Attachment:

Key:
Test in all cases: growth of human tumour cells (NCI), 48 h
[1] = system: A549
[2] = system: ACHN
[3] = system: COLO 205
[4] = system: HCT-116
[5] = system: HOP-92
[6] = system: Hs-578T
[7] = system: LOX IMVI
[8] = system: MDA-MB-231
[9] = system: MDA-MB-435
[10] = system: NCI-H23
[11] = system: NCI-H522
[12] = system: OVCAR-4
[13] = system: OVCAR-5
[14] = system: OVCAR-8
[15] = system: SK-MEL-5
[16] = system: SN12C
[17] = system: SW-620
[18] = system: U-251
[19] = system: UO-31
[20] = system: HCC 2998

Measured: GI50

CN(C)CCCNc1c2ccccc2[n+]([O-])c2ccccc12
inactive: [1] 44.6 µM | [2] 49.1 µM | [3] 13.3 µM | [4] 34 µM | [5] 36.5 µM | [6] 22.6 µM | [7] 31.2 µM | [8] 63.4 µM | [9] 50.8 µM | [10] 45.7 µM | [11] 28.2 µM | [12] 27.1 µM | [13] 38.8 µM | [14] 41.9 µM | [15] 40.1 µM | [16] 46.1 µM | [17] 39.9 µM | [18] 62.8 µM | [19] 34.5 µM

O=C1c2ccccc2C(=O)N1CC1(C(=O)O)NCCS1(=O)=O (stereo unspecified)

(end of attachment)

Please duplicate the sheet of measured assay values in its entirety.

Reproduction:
Key:
Test in all cases: growth of human tumour cells (NCI), 48 h
[1] = system: A549
[2] = system: ACHN
[3] = system: COLO 205
[4] = system: HCT-116
[5] = system: HOP-92
[6] = system: Hs-578T
[7] = system: LOX IMVI
[8] = system: MDA-MB-231
[9] = system: MDA-MB-435
[10] = system: NCI-H23
[11] = system: NCI-H522
[12] = system: OVCAR-4
[13] = system: OVCAR-5
[14] = system: OVCAR-8
[15] = system: SK-MEL-5
[16] = system: SN12C
[17] = system: SW-620
[18] = system: U-251
[19] = system: UO-31
[20] = system: HCC 2998

Measured: GI50

CN(C)CCCNc1c2ccccc2[n+]([O-])c2ccccc12
inactive: [1] 44.6 µM | [2] 49.1 µM | [3] 13.3 µM | [4] 34 µM | [5] 36.5 µM | [6] 22.6 µM | [7] 31.2 µM | [8] 63.4 µM | [9] 50.8 µM | [10] 45.7 µM | [11] 28.2 µM | [12] 27.1 µM | [13] 38.8 µM | [14] 41.9 µM | [15] 40.1 µM | [16] 46.1 µM | [17] 39.9 µM | [18] 62.8 µM | [19] 34.5 µM

O=C1c2ccccc2C(=O)N1CC1(C(=O)O)NCCS1(=O)=O (stereo unspecified)